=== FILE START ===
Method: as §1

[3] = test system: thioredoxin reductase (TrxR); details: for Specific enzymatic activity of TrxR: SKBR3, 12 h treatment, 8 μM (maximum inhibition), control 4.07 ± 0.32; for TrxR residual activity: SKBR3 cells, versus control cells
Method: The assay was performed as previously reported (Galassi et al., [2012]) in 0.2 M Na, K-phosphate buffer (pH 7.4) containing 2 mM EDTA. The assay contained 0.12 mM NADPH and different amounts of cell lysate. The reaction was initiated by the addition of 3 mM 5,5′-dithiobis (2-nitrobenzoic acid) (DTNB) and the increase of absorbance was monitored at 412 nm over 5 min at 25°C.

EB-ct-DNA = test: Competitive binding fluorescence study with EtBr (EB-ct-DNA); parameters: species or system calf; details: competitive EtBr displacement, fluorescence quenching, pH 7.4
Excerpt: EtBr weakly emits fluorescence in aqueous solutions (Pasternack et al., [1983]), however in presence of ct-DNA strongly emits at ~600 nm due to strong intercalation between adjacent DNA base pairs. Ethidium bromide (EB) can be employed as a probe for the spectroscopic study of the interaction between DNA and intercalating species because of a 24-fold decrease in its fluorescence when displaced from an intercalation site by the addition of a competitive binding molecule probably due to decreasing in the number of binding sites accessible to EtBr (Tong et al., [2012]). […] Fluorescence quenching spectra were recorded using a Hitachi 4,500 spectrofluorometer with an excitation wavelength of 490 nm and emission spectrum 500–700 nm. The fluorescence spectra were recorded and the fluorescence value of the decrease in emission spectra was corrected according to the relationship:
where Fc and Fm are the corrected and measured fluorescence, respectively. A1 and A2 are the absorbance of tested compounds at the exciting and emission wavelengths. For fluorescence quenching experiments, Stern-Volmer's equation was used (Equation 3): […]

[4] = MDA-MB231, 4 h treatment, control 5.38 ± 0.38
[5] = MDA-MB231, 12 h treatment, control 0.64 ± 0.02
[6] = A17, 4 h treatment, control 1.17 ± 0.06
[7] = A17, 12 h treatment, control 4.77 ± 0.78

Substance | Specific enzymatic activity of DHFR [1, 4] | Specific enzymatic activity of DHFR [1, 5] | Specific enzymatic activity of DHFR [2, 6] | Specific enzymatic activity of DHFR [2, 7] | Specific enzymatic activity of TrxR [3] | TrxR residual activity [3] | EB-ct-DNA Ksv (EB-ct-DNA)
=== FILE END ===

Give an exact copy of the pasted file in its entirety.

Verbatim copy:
Method: as §1

[3] = test system: thioredoxin reductase (TrxR); details: for Specific enzymatic activity of TrxR: SKBR3, 12 h treatment, 8 μM (maximum inhibition), control 4.07 ± 0.32; for TrxR residual activity: SKBR3 cells, versus control cells
Method: The assay was performed as previously reported (Galassi et al., [2012]) in 0.2 M Na, K-phosphate buffer (pH 7.4) containing 2 mM EDTA. The assay contained 0.12 mM NADPH and different amounts of cell lysate. The reaction was initiated by the addition of 3 mM 5,5′-dithiobis (2-nitrobenzoic acid) (DTNB) and the increase of absorbance was monitored at 412 nm over 5 min at 25°C.

EB-ct-DNA = test: Competitive binding fluorescence study with EtBr (EB-ct-DNA); parameters: species or system calf; details: competitive EtBr displacement, fluorescence quenching, pH 7.4
Excerpt: EtBr weakly emits fluorescence in aqueous solutions (Pasternack et al., [1983]), however in presence of ct-DNA strongly emits at ~600 nm due to strong intercalation between adjacent DNA base pairs. Ethidium bromide (EB) can be employed as a probe for the spectroscopic study of the interaction between DNA and intercalating species because of a 24-fold decrease in its fluorescence when displaced from an intercalation site by the addition of a competitive binding molecule probably due to decreasing in the number of binding sites accessible to EtBr (Tong et al., [2012]). […] Fluorescence quenching spectra were recorded using a Hitachi 4,500 spectrofluorometer with an excitation wavelength of 490 nm and emission spectrum 500–700 nm. The fluorescence spectra were recorded and the fluorescence value of the decrease in emission spectra was corrected according to the relationship:
where Fc and Fm are the corrected and measured fluorescence, respectively. A1 and A2 are the absorbance of tested compounds at the exciting and emission wavelengths. For fluorescence quenching experiments, Stern-Volmer's equation was used (Equation 3): […]

[4] = MDA-MB231, 4 h treatment, control 5.38 ± 0.38
[5] = MDA-MB231, 12 h treatment, control 0.64 ± 0.02
[6] = A17, 4 h treatment, control 1.17 ± 0.06
[7] = A17, 12 h treatment, control 4.77 ± 0.78

Substance | Specific enzymatic activity of DHFR [1, 4] | Specific enzymatic activity of DHFR [1, 5] | Specific enzymatic activity of DHFR [2, 6] | Specific enzymatic activity of DHFR [2, 7] | Specific enzymatic activity of TrxR [3] | TrxR residual activity [3] | EB-ct-DNA Ksv (EB-ct-DNA)